Use this URL to cite or link to this record in EThOS: http://ethos.bl.uk/OrderDetails.do?uin=uk.bl.ethos.463289
Title: Popular radicalism and the beginnings of the New Socialist movement in Britain, 1870-1885
Author: Lincoln, W. E.
Awarding Body: University of London
Current Institution: University College London (University of London)
Date of Award: 1977
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Abstract:
This thesis attempts to describe and evaluate the contribution of the popular radical Left to the development of socialist ideas and the emergence of a distinct socialist movement in Britain during the 1870s and early 1880s. The first two chapters focus upon the early 1870s, first examining the general tendencies of popular radicalism in this period and then analyzing the characteristic demands of some of the most militant radicals with a view toward showing how they helped prepare the ground for the seemingly sudden appearance of the new socialist movement a decade later. The third and fourth chapters are concerned with a number of historical factors which combined to create favourable conditions for the initiation of the movement - both general factors such as Britain's changing economic circumstances and the growing challenge to orthodox beliefs about society and the economy, and more specific developments like the anti-Liberal revolt among radicals opposed to coercion in Ireland in 1880-82, the strong land-reform agitation Inspired largely by Henry George and the new ideological ferment on the London radical left at this time. My final section on the Radical newspaper in Chapter IV begins the detailed study of the emergence of a nascent socialist movement in this context, and its consolidation within the Democratic Federation during the period 1881-84, which is carried on through the last four chapters. These chapters deal with the foundation of the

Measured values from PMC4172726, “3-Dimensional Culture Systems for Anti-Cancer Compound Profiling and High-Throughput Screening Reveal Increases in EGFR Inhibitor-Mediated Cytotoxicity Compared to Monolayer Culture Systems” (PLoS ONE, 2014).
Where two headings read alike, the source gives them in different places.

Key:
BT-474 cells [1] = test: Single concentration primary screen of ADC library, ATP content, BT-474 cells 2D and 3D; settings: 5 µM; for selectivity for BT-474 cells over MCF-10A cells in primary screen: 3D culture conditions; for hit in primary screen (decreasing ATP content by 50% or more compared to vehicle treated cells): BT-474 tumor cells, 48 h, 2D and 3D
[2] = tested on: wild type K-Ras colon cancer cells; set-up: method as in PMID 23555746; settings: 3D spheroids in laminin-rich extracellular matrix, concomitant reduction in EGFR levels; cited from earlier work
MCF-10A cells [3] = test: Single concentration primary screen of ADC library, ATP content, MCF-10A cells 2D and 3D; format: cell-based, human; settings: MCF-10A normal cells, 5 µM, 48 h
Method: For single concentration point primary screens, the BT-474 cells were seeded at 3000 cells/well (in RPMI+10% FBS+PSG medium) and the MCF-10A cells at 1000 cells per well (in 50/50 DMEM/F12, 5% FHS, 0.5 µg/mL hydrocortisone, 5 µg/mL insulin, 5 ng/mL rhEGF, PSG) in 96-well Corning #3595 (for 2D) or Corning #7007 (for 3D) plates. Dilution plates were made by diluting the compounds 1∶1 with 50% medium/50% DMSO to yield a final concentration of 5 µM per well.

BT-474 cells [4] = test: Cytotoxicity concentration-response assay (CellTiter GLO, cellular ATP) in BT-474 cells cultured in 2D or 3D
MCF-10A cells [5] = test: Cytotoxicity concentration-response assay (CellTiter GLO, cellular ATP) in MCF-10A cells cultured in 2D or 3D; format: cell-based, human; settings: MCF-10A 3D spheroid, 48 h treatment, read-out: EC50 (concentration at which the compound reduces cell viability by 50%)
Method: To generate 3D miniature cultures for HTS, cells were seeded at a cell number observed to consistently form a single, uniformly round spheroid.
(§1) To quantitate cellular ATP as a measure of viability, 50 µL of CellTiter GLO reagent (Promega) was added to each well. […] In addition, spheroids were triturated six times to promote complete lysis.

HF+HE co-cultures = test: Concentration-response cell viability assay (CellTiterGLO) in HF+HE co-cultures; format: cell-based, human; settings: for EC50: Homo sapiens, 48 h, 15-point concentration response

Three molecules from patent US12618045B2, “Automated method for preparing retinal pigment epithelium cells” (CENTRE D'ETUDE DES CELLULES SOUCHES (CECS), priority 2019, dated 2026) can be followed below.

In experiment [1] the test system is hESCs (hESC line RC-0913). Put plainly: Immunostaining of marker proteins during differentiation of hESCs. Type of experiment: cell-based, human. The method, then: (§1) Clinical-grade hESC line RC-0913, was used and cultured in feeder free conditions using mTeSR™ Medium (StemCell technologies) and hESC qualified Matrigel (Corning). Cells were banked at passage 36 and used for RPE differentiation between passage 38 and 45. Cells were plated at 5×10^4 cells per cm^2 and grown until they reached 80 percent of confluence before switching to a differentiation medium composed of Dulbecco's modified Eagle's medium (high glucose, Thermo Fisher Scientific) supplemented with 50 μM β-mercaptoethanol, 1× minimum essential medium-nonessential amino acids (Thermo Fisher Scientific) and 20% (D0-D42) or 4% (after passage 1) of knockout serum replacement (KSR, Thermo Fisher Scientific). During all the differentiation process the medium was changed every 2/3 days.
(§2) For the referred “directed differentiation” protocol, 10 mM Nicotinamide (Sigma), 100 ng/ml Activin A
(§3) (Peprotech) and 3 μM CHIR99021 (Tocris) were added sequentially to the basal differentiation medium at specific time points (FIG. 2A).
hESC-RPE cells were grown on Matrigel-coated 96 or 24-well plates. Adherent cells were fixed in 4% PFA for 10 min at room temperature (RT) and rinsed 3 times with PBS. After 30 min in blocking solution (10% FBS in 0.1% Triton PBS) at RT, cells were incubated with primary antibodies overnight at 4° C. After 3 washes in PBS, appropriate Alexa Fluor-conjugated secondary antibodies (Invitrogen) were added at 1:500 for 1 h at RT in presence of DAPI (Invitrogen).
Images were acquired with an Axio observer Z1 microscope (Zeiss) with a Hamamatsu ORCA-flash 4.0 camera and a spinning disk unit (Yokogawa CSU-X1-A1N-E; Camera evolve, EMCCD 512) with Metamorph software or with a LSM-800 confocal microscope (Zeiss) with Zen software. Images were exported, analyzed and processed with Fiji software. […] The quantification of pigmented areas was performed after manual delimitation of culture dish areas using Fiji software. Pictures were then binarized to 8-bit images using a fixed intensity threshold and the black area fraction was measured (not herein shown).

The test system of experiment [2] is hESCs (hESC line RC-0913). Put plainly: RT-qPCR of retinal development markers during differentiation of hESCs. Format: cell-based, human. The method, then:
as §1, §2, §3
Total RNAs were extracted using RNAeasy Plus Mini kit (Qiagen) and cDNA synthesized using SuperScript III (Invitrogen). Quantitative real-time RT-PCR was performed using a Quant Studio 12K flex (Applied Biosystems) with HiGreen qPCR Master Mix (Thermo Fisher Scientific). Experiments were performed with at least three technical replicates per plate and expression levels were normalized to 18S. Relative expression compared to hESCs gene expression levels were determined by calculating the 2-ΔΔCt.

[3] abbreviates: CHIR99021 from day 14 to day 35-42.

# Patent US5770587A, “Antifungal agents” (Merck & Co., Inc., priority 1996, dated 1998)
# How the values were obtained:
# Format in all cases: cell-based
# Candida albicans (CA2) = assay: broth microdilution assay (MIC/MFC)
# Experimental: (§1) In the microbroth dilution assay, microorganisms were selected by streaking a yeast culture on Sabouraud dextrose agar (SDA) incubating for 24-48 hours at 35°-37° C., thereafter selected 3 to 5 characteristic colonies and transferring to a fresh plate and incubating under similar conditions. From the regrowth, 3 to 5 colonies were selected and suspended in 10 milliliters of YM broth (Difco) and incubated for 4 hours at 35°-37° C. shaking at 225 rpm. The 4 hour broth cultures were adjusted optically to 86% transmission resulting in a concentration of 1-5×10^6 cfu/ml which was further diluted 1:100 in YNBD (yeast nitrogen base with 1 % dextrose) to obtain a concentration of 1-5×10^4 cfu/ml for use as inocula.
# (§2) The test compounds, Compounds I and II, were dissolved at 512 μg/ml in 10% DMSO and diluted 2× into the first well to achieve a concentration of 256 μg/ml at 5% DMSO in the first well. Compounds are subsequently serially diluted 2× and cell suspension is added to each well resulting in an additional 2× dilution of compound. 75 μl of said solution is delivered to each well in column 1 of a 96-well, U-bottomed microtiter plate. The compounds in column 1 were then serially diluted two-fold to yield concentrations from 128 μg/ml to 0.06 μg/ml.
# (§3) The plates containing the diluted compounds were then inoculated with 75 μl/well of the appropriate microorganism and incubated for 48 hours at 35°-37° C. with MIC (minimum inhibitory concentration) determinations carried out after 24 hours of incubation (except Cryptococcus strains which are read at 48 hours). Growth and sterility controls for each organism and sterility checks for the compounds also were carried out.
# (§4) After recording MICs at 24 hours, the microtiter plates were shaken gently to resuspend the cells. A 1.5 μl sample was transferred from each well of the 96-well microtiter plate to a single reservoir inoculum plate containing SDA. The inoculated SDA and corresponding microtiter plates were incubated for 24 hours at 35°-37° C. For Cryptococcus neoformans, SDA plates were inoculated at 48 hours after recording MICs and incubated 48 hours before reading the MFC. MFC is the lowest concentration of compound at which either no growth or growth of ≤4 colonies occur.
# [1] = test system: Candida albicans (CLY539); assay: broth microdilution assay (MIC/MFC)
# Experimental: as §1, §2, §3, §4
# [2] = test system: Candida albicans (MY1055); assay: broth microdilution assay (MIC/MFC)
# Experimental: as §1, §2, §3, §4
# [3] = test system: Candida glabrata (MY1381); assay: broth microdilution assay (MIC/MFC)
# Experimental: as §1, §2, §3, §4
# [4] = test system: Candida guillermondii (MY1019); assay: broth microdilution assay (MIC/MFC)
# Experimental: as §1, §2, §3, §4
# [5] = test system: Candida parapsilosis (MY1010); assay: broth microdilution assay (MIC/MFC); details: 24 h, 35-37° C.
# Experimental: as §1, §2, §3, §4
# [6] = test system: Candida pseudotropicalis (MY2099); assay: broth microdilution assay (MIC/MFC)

Supervisor: Not available Sponsor: Not available
Qualification Name: Thesis (Ph.D.) Qualification Level: Doctoral
EThOS ID: uk.bl.ethos.463289  DOI: Not available
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